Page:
Malawi’s exports declined by 24 percent within half a decade to $781,981,000 (about K641.2billion at current rate) in 2020 from $1,035,099,000 (about K848.8billion) in 2016, figures from the International Trade Centre (ITC) Trade Map show.
Since 2016, export earnings have been falling sharply, except in 2019 when they rose to $912,983,000 from $879,825,000 in 2018. In 2017, export earnings amounted to $889,126,000.
The data also show that, in 2020 Belgium, was the largest market for Malawian exports valued at $162,938,000 followed by South Africa at $48,651,000 and the United Kingdom at $46,700,000.
Kenya and the United States are ranked on position four and five on the list of Malawi’s export markets, having recorded $39,756,000 and $36,022,000, respectively.
The drop in exports in 2020 was perpetuated by corresponding significant drops in exports to markets such as Kenya which shrunk by 41.4 percent, Egypt by 51.5 percent, South Africa by 20.7 percent and United States by 27.8 percent when compared to 2019 figures.
However, the magnitude of the drop was cushioned by gains in markets such as Spain which grew by 360 percent, UK at 67 percent and Zimbabwe at 53 percent, among others.
In an interview, Africa Institute for Corporate Citizenship (AICC) Chief Executive Officer Felix Lombe said the decline in imports versus export is a long-term trend and that several efforts have been deployed to reverse the situation but only to yield minimal results.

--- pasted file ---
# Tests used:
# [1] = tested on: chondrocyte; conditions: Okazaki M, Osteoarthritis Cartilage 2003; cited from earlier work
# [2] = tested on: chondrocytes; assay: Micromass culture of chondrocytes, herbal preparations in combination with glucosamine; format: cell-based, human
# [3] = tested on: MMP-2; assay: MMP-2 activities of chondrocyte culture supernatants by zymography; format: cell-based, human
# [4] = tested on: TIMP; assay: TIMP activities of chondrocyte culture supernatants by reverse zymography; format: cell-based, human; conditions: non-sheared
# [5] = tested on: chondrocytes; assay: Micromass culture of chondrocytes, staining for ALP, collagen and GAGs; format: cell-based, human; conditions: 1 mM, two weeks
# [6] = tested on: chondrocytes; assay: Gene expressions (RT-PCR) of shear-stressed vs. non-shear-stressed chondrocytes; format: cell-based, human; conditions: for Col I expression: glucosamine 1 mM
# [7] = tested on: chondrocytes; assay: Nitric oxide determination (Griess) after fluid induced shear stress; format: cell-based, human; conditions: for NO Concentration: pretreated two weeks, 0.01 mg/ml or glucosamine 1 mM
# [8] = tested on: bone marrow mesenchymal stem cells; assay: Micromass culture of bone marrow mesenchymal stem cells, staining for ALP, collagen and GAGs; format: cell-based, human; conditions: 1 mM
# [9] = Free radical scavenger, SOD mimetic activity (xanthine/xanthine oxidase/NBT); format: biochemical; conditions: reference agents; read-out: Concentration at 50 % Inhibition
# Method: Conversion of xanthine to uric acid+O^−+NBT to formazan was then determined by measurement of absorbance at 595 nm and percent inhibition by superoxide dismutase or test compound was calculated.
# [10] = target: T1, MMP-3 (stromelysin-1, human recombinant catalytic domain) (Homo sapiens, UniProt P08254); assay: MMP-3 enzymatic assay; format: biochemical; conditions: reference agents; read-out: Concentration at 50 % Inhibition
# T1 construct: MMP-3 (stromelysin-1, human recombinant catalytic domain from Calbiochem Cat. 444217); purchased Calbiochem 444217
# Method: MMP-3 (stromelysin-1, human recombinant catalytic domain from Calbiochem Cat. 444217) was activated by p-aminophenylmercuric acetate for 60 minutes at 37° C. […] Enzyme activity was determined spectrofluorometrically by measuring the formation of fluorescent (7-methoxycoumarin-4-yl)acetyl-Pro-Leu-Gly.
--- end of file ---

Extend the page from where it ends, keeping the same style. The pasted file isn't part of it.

He said the country’s production base is so narrow with very limited export basket; in addition, the productivity is very low, meaning that the quantities are in low volumes to bring about a desirable trade balance sheet.
“Besides the low volumes, the composition of our exports is basically that of raw materials that have low value and are so vulnerable to price fluctuations at international market. Our ability to add value to raw materials is an issue of policy and infrastructure.
“We have energy deficiency and all in all, the years where trade balance was undesirable had extreme energy deficiencies,” he said.
Among other factors, Lombe said the 2019 political turmoil disrupted the country’s economic systems, which affected the export base.
He said the country should work towards creating an environment for improved productivity to leverage on the existing regional and international markets.
In a separate interview, Ministry of Trade spokesperson Mayeso Msokera attributed the trend to the general slowdown in production, particularly for tobacco, combined with decreasing prices.
He, however, said, through implementation of National Export Strategy II, Malawi’s trade balance is expected to improve.
“The government is now positioning and promoting more sustainable value chains beyond tobacco,” Msokera said.